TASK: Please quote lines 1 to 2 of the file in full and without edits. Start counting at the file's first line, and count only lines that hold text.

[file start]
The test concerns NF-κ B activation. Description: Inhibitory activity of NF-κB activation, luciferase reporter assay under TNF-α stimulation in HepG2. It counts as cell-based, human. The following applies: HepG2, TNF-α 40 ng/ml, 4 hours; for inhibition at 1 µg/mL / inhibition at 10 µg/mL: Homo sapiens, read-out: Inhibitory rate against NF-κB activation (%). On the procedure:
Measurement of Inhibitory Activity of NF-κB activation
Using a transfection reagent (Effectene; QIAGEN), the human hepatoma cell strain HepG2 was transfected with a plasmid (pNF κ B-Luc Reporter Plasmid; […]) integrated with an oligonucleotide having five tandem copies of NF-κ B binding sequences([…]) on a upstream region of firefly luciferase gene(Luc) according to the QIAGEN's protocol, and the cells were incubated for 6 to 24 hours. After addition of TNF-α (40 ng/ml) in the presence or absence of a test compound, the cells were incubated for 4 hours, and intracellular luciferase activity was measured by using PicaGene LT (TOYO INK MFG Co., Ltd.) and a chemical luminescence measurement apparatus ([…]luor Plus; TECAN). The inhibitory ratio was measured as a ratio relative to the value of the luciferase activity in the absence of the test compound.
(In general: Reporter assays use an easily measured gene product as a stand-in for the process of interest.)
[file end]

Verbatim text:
The test concerns NF-κ B activation. Description: Inhibitory activity of NF-κB activation, luciferase reporter assay under TNF-α stimulation in HepG2. It counts as cell-based, human. The following applies: HepG2, TNF-α 40 ng/ml, 4 hours; for inhibition at 1 µg/mL / inhibition at 10 µg/mL: Homo sapiens, read-out: Inhibitory rate against NF-κB activation (%). On the procedure:
Measurement of Inhibitory Activity of NF-κB activation